The Chosen One

Toss one hundred different balls into your basket. Shuffle them up and select one with equal probability amongst the balls. That ball you just selected, it’s special. Before you put it back, increase its weight by 1/100th. Then put it back, mix up the balls and pick again. If you do this enough, at some point there will be a consistent winner which begins to stand out.

The graph above shows the results of 1000 iterations with 20 balls (each victory increases the weight of the winner by 5%). The more balls you have, the longer it takes before a clear winner appears. Here’s the graph for 200 balls (0.5% weight boost for each victory).

As you can see, in this simulation it took about 85,000 iterations before a clear winner appeared.

I contend that as the number of iterations grows, the probability of seeing a Chosen One approaches unity, no matter how many balls you use. In other words, for any number of balls, a single one of them will eventually see its relative weight, compared to the others, diverge. Can you prove this is true?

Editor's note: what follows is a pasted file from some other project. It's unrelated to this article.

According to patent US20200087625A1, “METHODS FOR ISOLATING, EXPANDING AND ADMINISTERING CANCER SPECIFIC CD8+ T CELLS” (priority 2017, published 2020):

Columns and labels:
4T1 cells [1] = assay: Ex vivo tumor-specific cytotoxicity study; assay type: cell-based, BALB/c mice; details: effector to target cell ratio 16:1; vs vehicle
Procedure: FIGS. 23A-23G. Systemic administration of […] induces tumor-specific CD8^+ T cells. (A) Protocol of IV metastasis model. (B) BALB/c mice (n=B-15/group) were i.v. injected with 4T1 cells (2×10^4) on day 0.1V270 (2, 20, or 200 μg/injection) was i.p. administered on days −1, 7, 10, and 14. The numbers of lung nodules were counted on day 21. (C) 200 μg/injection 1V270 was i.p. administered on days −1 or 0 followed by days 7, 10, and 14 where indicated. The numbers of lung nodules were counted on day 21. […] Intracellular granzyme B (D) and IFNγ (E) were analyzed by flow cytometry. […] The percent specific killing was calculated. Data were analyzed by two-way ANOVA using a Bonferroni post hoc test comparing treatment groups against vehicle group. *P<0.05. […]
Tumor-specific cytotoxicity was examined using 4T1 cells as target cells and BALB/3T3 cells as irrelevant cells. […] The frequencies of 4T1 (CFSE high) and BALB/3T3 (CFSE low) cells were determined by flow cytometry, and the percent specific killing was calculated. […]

BTW this is a good Monte Carlo simulation of the Matthew Effect (no relation).

Here is the code in R to replicate:

numbItems = 200
items = 1:numbItems
itemWeights = rep(1/numbItems,numbItems) # Start out uniform
iterations = 100000
itemHistory = rep(0,iterations)

for(i in 1:iterations) {
	chosen = sample(items, 1, prob=itemWeights)
	itemWeights[chosen] = itemWeights[chosen] + (itemWeights[chosen] * (1/numbItems))
	itemWeights = itemWeights / sum(itemWeights) # re-Normalze
	itemHistory[i] = chosen

plot(itemHistory, 1:iterations, pch=".", col="blue")